I was raised from day one in a wonderful Southern Baptist Church in Tulsa, Oklahoma. Participation in church life was like breathing to my family. I was present in my church’s worship services from an early age, and heard my evangelical church community speak weekly of “salvation” and of the need for each person to “be saved.” We sang this theology in most of our hymns as we rejoiced that we were “saved, saved, saved,” [from the hymn, “Saved, Saved” by Jack P. Scholfield] and I had witnessed persons walking the aisle in an act of commitment to follow Jesus. Hearing and experiencing all of this, by the age of 5, I wanted to do the same. There was no reason I shouldn’t. I loved God. I loved the church. I, too, wanted to follow Jesus in the way that others in my faith community had done. Telling my mother about this, she connected me with the pastor who explained the acceptance of Christ in a very simple way. So the next Sunday, I confidently and seriously walked the aisle, prayed with my Sunday school teacher and mother, and in the tradition of my church, accepted Jesus. The pastor then whispered in my ear words that were not as simple as before. He told me that he would ask me to stand and tell the congregation that I had made a “profession of faith.” This is the first time I had heard these words, and as a 5-year-old, didn’t understand them. So I stood up with the pastor in front of 300 people. He said aloud to me: “Tell them what has happened to you.” I responded with three words: “I got saved.” What happened next was completely unexpected. The congregation laughed – and a wave of embarrassment washed over me. I immediately wondered what I had done wrong. It was not a good feeling. Even more, it was traumatic (proven by the fact that I can still remember and feel that embarrassment 40 years later). I know now that they laughed because they were responding to what they heard as a “cute” statement from a young boy. But my intentions were not to be cute. I was using the salvation language of my church! I know they were happy for me, but they didn’t realize that their response had an undesired effect. They didn’t comprehend the degree of seriousness in my three-word profession of faith.
That is why adults have the responsibility to listen…to listen deeply…to look into children’s eyes and strive to hear what they are really saying. Children are cute. They are fun and funny. They know how to play. We adults need to laugh, have fun, and play with them. But there are times adults have to pay enough attention to know when children are being serious and saying something profound. We have forgotten how to hear and speak their language. I have found in my own life that the thicker the theology I contemplate, the more it leads me back to the simpler: that God is life, that God is love. Preschoolers can express this theology. And perhaps it is all we need. After all, Jesus said we must become like children in order to experience the things of God.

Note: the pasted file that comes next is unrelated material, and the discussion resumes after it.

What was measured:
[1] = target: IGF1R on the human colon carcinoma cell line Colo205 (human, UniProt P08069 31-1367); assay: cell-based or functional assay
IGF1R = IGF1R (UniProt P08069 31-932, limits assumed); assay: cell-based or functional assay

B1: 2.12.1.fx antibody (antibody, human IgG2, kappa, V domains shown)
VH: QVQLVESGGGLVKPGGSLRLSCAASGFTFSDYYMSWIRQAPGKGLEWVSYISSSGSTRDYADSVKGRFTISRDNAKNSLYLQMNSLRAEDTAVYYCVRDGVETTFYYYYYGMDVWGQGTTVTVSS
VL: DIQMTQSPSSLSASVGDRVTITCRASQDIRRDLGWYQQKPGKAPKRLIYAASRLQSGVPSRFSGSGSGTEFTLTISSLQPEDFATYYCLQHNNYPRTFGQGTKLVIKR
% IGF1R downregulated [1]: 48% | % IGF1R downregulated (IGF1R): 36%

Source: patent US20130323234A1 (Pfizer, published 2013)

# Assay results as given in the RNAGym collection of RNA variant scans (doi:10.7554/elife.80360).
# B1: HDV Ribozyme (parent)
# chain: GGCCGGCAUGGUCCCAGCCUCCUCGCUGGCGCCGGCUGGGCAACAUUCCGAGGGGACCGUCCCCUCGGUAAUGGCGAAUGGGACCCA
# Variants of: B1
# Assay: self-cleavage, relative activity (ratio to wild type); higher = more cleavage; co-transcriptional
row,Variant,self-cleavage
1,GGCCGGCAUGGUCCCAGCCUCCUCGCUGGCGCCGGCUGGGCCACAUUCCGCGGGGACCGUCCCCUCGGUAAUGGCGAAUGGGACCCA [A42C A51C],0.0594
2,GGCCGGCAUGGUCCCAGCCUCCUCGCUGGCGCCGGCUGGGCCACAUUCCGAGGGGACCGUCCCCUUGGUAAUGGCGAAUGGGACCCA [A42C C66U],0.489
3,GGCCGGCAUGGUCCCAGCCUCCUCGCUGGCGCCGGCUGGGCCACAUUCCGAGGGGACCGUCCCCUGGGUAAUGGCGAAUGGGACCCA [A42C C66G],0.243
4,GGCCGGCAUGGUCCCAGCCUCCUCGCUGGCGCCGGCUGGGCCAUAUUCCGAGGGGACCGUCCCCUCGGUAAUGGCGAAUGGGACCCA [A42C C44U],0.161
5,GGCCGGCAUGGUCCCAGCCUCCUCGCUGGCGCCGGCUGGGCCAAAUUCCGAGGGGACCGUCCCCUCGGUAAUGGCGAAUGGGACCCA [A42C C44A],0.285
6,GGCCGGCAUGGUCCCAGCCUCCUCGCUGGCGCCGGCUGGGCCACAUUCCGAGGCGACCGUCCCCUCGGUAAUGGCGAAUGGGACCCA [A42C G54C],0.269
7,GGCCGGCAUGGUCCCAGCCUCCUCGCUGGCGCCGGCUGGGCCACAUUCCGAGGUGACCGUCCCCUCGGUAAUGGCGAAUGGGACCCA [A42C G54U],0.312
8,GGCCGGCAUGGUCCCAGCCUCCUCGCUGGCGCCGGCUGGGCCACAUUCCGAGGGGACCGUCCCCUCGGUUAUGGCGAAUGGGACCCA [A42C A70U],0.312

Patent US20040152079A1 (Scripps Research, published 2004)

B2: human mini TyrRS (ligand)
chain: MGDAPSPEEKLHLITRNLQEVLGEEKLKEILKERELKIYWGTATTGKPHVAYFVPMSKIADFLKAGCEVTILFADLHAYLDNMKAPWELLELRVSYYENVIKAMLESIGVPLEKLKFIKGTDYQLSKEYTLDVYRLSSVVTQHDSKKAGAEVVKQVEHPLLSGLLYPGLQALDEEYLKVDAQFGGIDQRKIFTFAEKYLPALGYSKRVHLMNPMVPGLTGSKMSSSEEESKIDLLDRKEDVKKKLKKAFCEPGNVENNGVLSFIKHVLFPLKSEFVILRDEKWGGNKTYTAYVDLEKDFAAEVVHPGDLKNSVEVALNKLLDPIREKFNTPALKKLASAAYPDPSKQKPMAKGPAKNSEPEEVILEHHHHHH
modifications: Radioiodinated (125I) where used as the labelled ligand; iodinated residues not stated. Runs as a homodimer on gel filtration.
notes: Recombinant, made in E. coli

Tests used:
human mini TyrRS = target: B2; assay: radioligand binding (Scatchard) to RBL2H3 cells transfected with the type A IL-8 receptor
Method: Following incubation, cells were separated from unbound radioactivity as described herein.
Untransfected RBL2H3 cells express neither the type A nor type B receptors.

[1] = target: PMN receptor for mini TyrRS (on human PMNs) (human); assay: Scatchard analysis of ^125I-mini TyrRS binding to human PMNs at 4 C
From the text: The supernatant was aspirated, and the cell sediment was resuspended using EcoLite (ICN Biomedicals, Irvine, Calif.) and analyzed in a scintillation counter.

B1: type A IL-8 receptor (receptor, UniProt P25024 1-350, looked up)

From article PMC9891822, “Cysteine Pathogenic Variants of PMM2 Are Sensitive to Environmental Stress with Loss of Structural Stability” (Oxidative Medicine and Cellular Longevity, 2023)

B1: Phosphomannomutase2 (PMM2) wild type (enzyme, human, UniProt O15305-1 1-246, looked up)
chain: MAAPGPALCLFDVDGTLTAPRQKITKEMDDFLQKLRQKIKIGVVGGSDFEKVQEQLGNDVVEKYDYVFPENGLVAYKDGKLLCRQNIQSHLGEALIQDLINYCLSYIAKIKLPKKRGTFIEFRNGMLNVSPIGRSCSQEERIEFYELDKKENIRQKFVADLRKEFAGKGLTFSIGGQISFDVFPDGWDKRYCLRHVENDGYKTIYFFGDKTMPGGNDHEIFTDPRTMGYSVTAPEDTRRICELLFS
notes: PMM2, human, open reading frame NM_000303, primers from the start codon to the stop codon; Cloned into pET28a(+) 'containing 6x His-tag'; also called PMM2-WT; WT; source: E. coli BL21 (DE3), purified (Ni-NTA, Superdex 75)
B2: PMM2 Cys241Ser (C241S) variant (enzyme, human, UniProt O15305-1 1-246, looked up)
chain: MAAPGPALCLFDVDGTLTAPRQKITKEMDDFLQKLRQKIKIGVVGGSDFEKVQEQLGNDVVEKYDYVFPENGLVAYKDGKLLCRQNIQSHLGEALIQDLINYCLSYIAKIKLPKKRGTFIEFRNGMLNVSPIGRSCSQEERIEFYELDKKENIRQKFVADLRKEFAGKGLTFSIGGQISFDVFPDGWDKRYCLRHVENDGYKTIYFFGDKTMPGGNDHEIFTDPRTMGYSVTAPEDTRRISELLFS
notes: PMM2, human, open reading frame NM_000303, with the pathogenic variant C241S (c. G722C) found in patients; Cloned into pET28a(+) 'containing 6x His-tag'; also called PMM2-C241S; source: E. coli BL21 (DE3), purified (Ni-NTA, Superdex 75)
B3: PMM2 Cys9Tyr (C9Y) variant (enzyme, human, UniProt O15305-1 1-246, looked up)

The personal experience I have just shared is one reason I am an advocate for children. It may be the reason much of the creativity, educational experience, and natural focus in my music ministry is toward children and youth. They have much to teach us and are eager recipients of our teaching.
When Jesus stayed behind in the Jerusalem Temple while his parents were traveling back home to Nazareth, his parents, Mary and Joseph, were troubled. (I must stop and say that they should have known where their child was before leaving town.) Just as they were troubled to find him in the Temple, I’m troubled when I hear of adults wanting children to be somewhere else during the church’s worship time, and it’s troubling to hear congregations refer to this time as the “adult service.” It is not. As expressed earlier, the image of God known in children is needed among us. Their word from God needs to be heard. God is more fully known when they are here. Without them we have an incomplete experience of God. With this in mind, worship planners must remember that all age groups are gathered for participation as we worship God together. I’m grateful at Pullen that children are not only present, but that they lead us in worship – that they also wear robes with stoles that signify their ministry – that they call us all to worship each week as they bring the light, proclaiming God’s presence – that they sing hymns and speak scripture – that they lead in prayer – that they partake of communion – that they carry the light forth each week, reminding all worshipers of God’s presence outside these walls. Children are a vital part of God’s worship – the highest endeavor of life.
We often say: “children are the future,” which is true. But we shouldn’t fall into the trap of relegating them to the future. They are here; they are now. They have important things to say and do. Along with the rest of us, children are the present. God is in them, and God is through them – right now.
Let us rejoice and give thanks to God for children!